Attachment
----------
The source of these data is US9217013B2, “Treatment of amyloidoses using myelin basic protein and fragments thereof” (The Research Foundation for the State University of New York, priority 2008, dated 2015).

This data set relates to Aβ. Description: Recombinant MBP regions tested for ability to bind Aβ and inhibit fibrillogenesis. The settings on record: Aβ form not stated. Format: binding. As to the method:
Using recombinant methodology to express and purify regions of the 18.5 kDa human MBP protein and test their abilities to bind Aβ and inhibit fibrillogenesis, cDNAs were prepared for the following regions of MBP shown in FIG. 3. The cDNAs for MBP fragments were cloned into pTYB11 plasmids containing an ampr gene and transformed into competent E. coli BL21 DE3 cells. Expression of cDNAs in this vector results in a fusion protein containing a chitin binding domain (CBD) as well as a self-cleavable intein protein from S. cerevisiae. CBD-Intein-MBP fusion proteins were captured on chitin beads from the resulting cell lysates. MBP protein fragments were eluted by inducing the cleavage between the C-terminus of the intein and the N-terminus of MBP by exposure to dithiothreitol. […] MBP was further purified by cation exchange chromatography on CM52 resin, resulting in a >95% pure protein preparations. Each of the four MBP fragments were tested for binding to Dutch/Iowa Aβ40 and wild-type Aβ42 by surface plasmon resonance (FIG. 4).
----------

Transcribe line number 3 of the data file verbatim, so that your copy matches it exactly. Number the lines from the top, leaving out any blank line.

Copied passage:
Using recombinant methodology to express and purify regions of the 18.5 kDa human MBP protein and test their abilities to bind Aβ and inhibit fibrillogenesis, cDNAs were prepared for the following regions of MBP shown in FIG. 3. The cDNAs for MBP fragments were cloned into pTYB11 plasmids containing an ampr gene and transformed into competent E. coli BL21 DE3 cells. Expression of cDNAs in this vector results in a fusion protein containing a chitin binding domain (CBD) as well as a self-cleavable intein protein from S. cerevisiae. CBD-Intein-MBP fusion proteins were captured on chitin beads from the resulting cell lysates. MBP protein fragments were eluted by inducing the cleavage between the C-terminus of the intein and the N-terminus of MBP by exposure to dithiothreitol. […] MBP was further purified by cation exchange chromatography on CM52 resin, resulting in a >95% pure protein preparations. Each of the four MBP fragments were tested for binding to Dutch/Iowa Aβ40 and wild-type Aβ42 by surface plasmon resonance (FIG. 4).